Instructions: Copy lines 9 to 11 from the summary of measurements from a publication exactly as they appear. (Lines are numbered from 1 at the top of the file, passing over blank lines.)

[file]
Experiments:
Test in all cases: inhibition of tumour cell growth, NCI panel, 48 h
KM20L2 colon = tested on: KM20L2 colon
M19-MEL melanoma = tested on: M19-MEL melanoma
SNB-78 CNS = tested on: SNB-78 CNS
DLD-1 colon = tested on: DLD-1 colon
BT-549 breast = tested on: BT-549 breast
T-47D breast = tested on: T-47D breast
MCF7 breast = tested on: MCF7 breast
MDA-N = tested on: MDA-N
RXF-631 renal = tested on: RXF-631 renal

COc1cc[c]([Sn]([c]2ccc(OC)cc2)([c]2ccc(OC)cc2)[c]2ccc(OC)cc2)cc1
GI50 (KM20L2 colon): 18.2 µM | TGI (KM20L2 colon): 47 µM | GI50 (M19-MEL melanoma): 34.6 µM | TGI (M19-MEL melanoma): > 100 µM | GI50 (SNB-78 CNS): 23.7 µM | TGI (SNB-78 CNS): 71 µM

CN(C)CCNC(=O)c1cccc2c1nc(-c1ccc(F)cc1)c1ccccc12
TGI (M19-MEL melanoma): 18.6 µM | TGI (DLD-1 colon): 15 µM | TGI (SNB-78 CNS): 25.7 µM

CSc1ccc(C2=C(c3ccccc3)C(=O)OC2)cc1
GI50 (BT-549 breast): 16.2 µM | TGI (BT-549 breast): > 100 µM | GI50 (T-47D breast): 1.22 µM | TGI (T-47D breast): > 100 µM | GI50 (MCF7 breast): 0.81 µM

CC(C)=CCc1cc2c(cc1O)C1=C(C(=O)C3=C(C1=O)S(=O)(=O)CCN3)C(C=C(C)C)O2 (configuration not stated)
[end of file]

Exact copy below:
MCF7 breast = tested on: MCF7 breast
MDA-N = tested on: MDA-N
RXF-631 renal = tested on: RXF-631 renal